4 Tips To Help You Determine If A Photo Has Been Altered
Years ago, a picture could automatically be taken as proof that something happened -- or that an item actually appeared as shown in the image. But thanks to advancements in image altering technology, you can no longer be certain, after just a passing glance, then an image portrays the truth. How do you know if a picture you're looking at is authentic or if it has been altered to show what the photographer wanted to show? Here are four ways to find out.
1. Look for distortions in the background.
Often, when someone alters the foreground of the photo, they cause distortions in the background. These can be corrected, but they are often overlooked because the person editing the photo is so focused on the foreground, rather than the background. These distortions may show up in the form of bent lines, wavy fence lines, warped trees, and the like. Basically, if the background of a photo looks wavy, that photo has probably been edited.
2. Look for even focus.
When you take a picture, the camera focuses on one item. The rest of the picture will be slightly out of focus. If you are viewing an image and everything in that image seems to be on focus, then the photo has probably been altered. Elements of one photo may have been transposed into another photo. In other words, the image just looks too "clear" and perfect to be real.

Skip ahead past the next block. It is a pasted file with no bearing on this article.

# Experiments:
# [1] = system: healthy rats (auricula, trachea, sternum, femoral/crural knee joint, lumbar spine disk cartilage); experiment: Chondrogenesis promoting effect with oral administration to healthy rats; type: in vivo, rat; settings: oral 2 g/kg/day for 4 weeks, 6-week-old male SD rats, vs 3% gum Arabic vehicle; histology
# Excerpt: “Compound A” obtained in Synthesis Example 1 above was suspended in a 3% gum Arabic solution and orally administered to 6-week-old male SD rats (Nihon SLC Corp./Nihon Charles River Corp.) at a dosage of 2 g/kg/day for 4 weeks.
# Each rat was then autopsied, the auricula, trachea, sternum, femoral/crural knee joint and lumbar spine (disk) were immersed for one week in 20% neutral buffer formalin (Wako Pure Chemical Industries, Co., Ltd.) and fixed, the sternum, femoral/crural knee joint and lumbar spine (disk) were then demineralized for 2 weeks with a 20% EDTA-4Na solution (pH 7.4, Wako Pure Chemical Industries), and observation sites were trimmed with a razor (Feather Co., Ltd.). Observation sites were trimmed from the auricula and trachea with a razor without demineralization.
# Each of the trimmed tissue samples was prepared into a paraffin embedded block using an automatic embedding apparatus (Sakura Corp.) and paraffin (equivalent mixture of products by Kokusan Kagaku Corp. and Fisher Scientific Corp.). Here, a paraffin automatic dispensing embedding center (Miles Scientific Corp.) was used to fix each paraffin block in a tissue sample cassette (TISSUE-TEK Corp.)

3. Look for faces that are too smooth.
Very, very few people have perfectly smooth skin with no wrinkles or folds -- even when they are wearing makeup. Look closely at any faces in the photo. If they all look just a bit too smooth, then the image has probably been edited. Pay specific attention to the eyes. An absence of any sort of fold under the eye is a good indicator of editing.
4. Look for repeating patterns.
When editing photos, editors sometimes take one piece of the photo, copy it, and place it in another part of the photo. For instance, they may copy some flowers to cover up an ugly gas can that was sitting in front of the flower bed. Repeated pieces of the image or consistent patterns can indicate that editing has been done.
If you are not sure whether a photo has been altered, there are imaging analysis experts who provide this service for you. They use software and their own eyes to make a determination.